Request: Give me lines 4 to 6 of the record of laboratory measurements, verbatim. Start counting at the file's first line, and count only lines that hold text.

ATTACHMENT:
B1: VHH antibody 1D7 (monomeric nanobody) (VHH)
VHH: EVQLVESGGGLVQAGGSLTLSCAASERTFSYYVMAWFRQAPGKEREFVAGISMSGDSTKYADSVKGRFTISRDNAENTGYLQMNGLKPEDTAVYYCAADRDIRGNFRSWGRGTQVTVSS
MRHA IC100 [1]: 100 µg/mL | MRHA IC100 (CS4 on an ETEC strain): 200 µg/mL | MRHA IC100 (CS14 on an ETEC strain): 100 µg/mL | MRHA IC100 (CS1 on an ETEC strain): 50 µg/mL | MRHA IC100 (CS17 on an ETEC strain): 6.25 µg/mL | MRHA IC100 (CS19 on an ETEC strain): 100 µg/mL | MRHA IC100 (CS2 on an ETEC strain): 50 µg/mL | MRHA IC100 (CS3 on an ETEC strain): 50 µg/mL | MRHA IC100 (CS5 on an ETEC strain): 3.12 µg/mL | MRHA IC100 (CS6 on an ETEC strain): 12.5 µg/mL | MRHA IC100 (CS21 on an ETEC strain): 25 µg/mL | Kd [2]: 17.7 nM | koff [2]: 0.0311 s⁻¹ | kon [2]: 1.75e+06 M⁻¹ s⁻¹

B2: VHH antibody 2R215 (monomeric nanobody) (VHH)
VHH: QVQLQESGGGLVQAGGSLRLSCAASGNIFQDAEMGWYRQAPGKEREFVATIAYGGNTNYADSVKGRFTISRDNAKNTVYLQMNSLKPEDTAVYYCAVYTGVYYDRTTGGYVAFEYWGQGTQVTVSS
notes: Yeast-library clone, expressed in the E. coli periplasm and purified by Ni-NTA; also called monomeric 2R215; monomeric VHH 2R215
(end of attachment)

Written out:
B2: VHH antibody 2R215 (monomeric nanobody) (VHH)
VHH: QVQLQESGGGLVQAGGSLRLSCAASGNIFQDAEMGWYRQAPGKEREFVATIAYGGNTNYADSVKGRFTISRDNAKNTVYLQMNSLKPEDTAVYYCAVYTGVYYDRTTGGYVAFEYWGQGTQVTVSS
notes: Yeast-library clone, expressed in the E. coli periplasm and purified by Ni-NTA; also called monomeric 2R215; monomeric VHH 2R215